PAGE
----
When new hospitals are built in Ontario, they must have 80% single-patient rooms.  That is the standard in today’s patient-centred hospitals.  The rooms are more comfortable, offer more privacy and decrease the spread of infection.

MORE:  Journal of Critical Care – Do cost savings from reductions in nosocomial infections justify additional costs of single-bed rooms in intensive care units?  

single patient

Rendering of a single patient room at the New Oakville Hospital.

What happens if you don’t have coverage for a private room?

Some people have expressed concern that when the new hospital is built, if they don’t have coverage for a private room, they will have to pay the difference.  That is not the case. If you are covered for a semi-private or a ward room and there are none available, you are upgraded to a private room at no charge until a ward or semi-private room becomes available.  With 80% single-patient rooms, there is a good chance you will be on your own, regardless of the coverage you have.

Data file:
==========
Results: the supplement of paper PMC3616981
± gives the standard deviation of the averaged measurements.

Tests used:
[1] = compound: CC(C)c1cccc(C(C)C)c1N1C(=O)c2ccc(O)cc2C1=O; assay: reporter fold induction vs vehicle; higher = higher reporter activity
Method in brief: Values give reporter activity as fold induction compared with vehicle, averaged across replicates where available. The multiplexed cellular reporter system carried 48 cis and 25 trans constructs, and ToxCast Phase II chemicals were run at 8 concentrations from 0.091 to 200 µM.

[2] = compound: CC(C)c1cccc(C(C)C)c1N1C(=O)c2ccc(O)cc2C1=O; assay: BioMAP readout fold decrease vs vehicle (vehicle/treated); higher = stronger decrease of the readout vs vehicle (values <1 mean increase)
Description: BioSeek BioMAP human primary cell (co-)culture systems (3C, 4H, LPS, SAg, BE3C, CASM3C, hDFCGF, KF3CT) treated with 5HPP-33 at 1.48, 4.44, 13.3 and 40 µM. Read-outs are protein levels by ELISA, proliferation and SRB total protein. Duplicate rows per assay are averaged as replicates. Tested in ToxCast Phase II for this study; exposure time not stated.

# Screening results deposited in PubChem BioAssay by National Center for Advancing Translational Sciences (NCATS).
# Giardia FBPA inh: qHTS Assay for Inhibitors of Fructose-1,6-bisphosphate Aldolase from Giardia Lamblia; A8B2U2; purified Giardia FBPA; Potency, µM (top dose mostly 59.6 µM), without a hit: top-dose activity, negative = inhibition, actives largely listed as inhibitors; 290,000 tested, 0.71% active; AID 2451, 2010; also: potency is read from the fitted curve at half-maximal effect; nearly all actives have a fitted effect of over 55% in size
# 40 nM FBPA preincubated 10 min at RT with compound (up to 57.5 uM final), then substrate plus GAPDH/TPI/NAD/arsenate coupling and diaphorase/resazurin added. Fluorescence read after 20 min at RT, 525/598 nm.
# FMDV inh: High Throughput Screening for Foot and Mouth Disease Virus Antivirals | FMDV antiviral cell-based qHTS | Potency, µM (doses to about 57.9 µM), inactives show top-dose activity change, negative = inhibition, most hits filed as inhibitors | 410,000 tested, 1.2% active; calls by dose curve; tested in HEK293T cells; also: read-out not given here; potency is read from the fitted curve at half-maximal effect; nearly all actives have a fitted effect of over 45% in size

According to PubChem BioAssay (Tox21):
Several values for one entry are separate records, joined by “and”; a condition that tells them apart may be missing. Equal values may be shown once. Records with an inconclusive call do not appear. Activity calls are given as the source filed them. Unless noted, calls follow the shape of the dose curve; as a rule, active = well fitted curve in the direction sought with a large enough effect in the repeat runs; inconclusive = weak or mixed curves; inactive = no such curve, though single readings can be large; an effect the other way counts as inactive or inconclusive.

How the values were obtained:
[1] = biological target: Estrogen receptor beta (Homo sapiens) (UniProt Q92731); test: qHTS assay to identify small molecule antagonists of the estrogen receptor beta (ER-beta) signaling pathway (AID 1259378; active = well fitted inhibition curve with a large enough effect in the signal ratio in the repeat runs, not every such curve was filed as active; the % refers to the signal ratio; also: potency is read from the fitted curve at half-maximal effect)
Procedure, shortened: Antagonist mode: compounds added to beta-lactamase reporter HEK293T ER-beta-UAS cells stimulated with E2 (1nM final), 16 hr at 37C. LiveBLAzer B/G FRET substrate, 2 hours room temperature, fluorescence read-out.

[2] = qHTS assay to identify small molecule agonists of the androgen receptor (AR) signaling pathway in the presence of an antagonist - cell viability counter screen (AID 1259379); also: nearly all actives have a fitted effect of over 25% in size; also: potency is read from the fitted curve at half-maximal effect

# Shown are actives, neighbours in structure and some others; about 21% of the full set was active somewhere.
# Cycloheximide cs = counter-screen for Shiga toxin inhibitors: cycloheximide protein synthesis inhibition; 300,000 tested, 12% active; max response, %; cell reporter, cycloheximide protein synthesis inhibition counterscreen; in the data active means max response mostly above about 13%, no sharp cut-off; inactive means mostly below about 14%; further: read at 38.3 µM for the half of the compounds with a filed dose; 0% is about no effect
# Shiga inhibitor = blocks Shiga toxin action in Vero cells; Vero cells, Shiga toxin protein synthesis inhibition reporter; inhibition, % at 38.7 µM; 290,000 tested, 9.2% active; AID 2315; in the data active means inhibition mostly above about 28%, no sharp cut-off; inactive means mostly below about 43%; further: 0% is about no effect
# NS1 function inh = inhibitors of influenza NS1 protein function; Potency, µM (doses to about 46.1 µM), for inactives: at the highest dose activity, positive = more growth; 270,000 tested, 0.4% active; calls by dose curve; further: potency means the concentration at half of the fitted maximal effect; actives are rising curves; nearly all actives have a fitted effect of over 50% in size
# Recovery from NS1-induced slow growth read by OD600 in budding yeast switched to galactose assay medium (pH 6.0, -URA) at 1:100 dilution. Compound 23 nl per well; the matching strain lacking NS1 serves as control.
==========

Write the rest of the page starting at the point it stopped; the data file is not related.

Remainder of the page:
Right now, the opposite is happening in our hospitals.  Because we have so few private rooms (16% of the rooms at the Ouellette Campus are private and 29% at met), those who are covered, or are willing to pay, often can’t get a private room because they are occupied.  The following video shows how the admitting process works and how it will be improved with more private rooms.

WATCH:  The how patients are admitted at Windsor Regional Hospital

To learn more about reduced infection rates in modern hospitals with 80% private rooms, check out the following blog post from our archive.